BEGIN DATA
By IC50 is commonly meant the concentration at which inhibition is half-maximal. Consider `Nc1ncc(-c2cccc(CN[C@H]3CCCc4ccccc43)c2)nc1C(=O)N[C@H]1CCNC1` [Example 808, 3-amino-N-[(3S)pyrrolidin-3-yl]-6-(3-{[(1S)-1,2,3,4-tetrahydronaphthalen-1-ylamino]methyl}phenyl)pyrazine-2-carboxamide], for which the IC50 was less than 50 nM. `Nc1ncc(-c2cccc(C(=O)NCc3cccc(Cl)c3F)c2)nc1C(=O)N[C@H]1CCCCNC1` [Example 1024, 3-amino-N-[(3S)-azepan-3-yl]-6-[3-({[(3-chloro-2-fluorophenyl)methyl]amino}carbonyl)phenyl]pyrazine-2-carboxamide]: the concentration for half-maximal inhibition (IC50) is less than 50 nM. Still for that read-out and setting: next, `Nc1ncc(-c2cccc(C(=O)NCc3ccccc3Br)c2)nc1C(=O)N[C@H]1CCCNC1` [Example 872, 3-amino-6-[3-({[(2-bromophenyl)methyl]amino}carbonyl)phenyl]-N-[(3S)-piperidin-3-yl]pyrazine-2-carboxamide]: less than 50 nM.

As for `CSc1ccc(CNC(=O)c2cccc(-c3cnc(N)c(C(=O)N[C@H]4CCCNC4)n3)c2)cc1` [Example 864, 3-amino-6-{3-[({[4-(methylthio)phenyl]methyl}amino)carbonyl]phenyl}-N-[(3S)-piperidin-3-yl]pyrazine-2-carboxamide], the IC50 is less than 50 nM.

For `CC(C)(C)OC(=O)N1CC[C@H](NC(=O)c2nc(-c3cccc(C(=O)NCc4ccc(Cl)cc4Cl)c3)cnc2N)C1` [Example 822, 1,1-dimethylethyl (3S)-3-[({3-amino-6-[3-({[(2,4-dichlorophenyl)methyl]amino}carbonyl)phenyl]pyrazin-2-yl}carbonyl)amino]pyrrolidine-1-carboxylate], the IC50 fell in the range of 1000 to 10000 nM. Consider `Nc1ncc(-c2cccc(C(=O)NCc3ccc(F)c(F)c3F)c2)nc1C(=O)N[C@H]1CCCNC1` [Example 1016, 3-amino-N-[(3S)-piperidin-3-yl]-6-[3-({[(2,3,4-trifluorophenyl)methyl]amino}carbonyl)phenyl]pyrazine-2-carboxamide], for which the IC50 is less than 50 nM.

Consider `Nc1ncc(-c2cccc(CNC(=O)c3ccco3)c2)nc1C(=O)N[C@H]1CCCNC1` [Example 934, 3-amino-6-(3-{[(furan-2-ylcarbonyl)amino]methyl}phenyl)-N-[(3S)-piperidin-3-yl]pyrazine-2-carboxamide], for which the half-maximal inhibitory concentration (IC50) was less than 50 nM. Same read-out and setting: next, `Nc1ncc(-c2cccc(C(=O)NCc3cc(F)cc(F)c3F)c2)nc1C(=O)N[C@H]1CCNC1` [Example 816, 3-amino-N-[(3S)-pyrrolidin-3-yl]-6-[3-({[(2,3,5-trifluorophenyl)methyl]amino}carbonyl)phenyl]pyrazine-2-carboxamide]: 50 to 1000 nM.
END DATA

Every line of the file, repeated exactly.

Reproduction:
By IC50 is commonly meant the concentration at which inhibition is half-maximal. Consider `Nc1ncc(-c2cccc(CN[C@H]3CCCc4ccccc43)c2)nc1C(=O)N[C@H]1CCNC1` [Example 808, 3-amino-N-[(3S)pyrrolidin-3-yl]-6-(3-{[(1S)-1,2,3,4-tetrahydronaphthalen-1-ylamino]methyl}phenyl)pyrazine-2-carboxamide], for which the IC50 was less than 50 nM. `Nc1ncc(-c2cccc(C(=O)NCc3cccc(Cl)c3F)c2)nc1C(=O)N[C@H]1CCCCNC1` [Example 1024, 3-amino-N-[(3S)-azepan-3-yl]-6-[3-({[(3-chloro-2-fluorophenyl)methyl]amino}carbonyl)phenyl]pyrazine-2-carboxamide]: the concentration for half-maximal inhibition (IC50) is less than 50 nM. Still for that read-out and setting: next, `Nc1ncc(-c2cccc(C(=O)NCc3ccccc3Br)c2)nc1C(=O)N[C@H]1CCCNC1` [Example 872, 3-amino-6-[3-({[(2-bromophenyl)methyl]amino}carbonyl)phenyl]-N-[(3S)-piperidin-3-yl]pyrazine-2-carboxamide]: less than 50 nM.

As for `CSc1ccc(CNC(=O)c2cccc(-c3cnc(N)c(C(=O)N[C@H]4CCCNC4)n3)c2)cc1` [Example 864, 3-amino-6-{3-[({[4-(methylthio)phenyl]methyl}amino)carbonyl]phenyl}-N-[(3S)-piperidin-3-yl]pyrazine-2-carboxamide], the IC50 is less than 50 nM.

For `CC(C)(C)OC(=O)N1CC[C@H](NC(=O)c2nc(-c3cccc(C(=O)NCc4ccc(Cl)cc4Cl)c3)cnc2N)C1` [Example 822, 1,1-dimethylethyl (3S)-3-[({3-amino-6-[3-({[(2,4-dichlorophenyl)methyl]amino}carbonyl)phenyl]pyrazin-2-yl}carbonyl)amino]pyrrolidine-1-carboxylate], the IC50 fell in the range of 1000 to 10000 nM. Consider `Nc1ncc(-c2cccc(C(=O)NCc3ccc(F)c(F)c3F)c2)nc1C(=O)N[C@H]1CCCNC1` [Example 1016, 3-amino-N-[(3S)-piperidin-3-yl]-6-[3-({[(2,3,4-trifluorophenyl)methyl]amino}carbonyl)phenyl]pyrazine-2-carboxamide], for which the IC50 is less than 50 nM.

Consider `Nc1ncc(-c2cccc(CNC(=O)c3ccco3)c2)nc1C(=O)N[C@H]1CCCNC1` [Example 934, 3-amino-6-(3-{[(furan-2-ylcarbonyl)amino]methyl}phenyl)-N-[(3S)-piperidin-3-yl]pyrazine-2-carboxamide], for which the half-maximal inhibitory concentration (IC50) was less than 50 nM. Same read-out and setting: next, `Nc1ncc(-c2cccc(C(=O)NCc3cc(F)cc(F)c3F)c2)nc1C(=O)N[C@H]1CCNC1` [Example 816, 3-amino-N-[(3S)-pyrrolidin-3-yl]-6-[3-({[(2,3,5-trifluorophenyl)methyl]amino}carbonyl)phenyl]pyrazine-2-carboxamide]: 50 to 1000 nM.